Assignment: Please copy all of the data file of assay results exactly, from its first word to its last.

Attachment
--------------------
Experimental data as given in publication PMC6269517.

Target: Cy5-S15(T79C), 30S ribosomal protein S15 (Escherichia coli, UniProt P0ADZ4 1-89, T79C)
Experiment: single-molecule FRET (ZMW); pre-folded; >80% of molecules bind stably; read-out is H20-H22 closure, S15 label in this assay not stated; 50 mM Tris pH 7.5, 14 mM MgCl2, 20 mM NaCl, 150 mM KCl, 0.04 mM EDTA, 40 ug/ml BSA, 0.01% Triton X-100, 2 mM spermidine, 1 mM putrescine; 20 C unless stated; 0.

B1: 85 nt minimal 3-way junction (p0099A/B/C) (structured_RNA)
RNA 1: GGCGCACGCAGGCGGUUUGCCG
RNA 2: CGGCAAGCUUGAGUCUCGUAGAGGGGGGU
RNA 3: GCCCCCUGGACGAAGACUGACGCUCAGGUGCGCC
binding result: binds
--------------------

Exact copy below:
Experimental data as given in publication PMC6269517.

Target: Cy5-S15(T79C), 30S ribosomal protein S15 (Escherichia coli, UniProt P0ADZ4 1-89, T79C)
Experiment: single-molecule FRET (ZMW); pre-folded; >80% of molecules bind stably; read-out is H20-H22 closure, S15 label in this assay not stated; 50 mM Tris pH 7.5, 14 mM MgCl2, 20 mM NaCl, 150 mM KCl, 0.04 mM EDTA, 40 ug/ml BSA, 0.01% Triton X-100, 2 mM spermidine, 1 mM putrescine; 20 C unless stated; 0.

B1: 85 nt minimal 3-way junction (p0099A/B/C) (structured_RNA)
RNA 1: GGCGCACGCAGGCGGUUUGCCG
RNA 2: CGGCAAGCUUGAGUCUCGUAGAGGGGGGU
RNA 3: GCCCCCUGGACGAAGACUGACGCUCAGGUGCGCC
binding result: binds